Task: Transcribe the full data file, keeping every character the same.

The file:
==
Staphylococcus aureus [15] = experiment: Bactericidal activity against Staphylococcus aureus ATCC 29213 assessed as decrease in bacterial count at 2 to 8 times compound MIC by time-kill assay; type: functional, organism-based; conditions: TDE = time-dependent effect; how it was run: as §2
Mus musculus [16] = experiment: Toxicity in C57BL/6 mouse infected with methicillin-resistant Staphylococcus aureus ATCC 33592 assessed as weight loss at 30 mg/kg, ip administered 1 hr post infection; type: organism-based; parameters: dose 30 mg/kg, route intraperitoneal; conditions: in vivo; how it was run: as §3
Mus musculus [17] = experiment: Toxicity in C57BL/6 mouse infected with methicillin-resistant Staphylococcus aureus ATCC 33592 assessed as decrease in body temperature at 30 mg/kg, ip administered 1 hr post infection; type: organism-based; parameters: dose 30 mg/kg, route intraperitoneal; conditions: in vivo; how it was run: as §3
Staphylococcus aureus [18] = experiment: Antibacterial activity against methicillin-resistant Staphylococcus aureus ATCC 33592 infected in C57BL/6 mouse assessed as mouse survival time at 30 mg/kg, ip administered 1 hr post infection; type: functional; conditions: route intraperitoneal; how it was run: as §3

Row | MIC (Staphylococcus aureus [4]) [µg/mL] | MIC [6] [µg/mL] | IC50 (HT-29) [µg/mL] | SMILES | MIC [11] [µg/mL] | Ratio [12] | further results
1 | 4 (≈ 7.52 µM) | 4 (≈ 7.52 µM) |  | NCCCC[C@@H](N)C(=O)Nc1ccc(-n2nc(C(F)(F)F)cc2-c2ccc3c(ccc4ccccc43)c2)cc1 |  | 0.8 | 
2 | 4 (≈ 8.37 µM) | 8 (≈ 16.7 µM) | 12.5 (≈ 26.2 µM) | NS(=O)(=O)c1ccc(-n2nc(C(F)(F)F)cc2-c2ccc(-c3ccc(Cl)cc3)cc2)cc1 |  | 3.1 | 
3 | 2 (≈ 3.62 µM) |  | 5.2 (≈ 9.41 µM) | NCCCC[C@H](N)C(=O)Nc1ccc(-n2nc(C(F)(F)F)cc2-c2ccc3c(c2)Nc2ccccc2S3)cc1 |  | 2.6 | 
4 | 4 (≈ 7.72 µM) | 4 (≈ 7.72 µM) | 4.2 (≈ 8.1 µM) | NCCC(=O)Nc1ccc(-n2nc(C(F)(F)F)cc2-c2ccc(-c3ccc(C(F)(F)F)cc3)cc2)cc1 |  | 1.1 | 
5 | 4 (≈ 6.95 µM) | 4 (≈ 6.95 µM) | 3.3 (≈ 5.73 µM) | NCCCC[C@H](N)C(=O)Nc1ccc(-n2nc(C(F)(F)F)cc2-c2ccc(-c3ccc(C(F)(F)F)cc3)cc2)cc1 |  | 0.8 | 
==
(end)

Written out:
Staphylococcus aureus [15] = experiment: Bactericidal activity against Staphylococcus aureus ATCC 29213 assessed as decrease in bacterial count at 2 to 8 times compound MIC by time-kill assay; type: functional, organism-based; conditions: TDE = time-dependent effect; how it was run: as §2
Mus musculus [16] = experiment: Toxicity in C57BL/6 mouse infected with methicillin-resistant Staphylococcus aureus ATCC 33592 assessed as weight loss at 30 mg/kg, ip administered 1 hr post infection; type: organism-based; parameters: dose 30 mg/kg, route intraperitoneal; conditions: in vivo; how it was run: as §3
Mus musculus [17] = experiment: Toxicity in C57BL/6 mouse infected with methicillin-resistant Staphylococcus aureus ATCC 33592 assessed as decrease in body temperature at 30 mg/kg, ip administered 1 hr post infection; type: organism-based; parameters: dose 30 mg/kg, route intraperitoneal; conditions: in vivo; how it was run: as §3
Staphylococcus aureus [18] = experiment: Antibacterial activity against methicillin-resistant Staphylococcus aureus ATCC 33592 infected in C57BL/6 mouse assessed as mouse survival time at 30 mg/kg, ip administered 1 hr post infection; type: functional; conditions: route intraperitoneal; how it was run: as §3

Row | MIC (Staphylococcus aureus [4]) [µg/mL] | MIC [6] [µg/mL] | IC50 (HT-29) [µg/mL] | SMILES | MIC [11] [µg/mL] | Ratio [12] | further results
1 | 4 (≈ 7.52 µM) | 4 (≈ 7.52 µM) |  | NCCCC[C@@H](N)C(=O)Nc1ccc(-n2nc(C(F)(F)F)cc2-c2ccc3c(ccc4ccccc43)c2)cc1 |  | 0.8 | 
2 | 4 (≈ 8.37 µM) | 8 (≈ 16.7 µM) | 12.5 (≈ 26.2 µM) | NS(=O)(=O)c1ccc(-n2nc(C(F)(F)F)cc2-c2ccc(-c3ccc(Cl)cc3)cc2)cc1 |  | 3.1 | 
3 | 2 (≈ 3.62 µM) |  | 5.2 (≈ 9.41 µM) | NCCCC[C@H](N)C(=O)Nc1ccc(-n2nc(C(F)(F)F)cc2-c2ccc3c(c2)Nc2ccccc2S3)cc1 |  | 2.6 | 
4 | 4 (≈ 7.72 µM) | 4 (≈ 7.72 µM) | 4.2 (≈ 8.1 µM) | NCCC(=O)Nc1ccc(-n2nc(C(F)(F)F)cc2-c2ccc(-c3ccc(C(F)(F)F)cc3)cc2)cc1 |  | 1.1 | 
5 | 4 (≈ 6.95 µM) | 4 (≈ 6.95 µM) | 3.3 (≈ 5.73 µM) | NCCCC[C@H](N)C(=O)Nc1ccc(-n2nc(C(F)(F)F)cc2-c2ccc(-c3ccc(C(F)(F)F)cc3)cc2)cc1 |  | 0.8 | 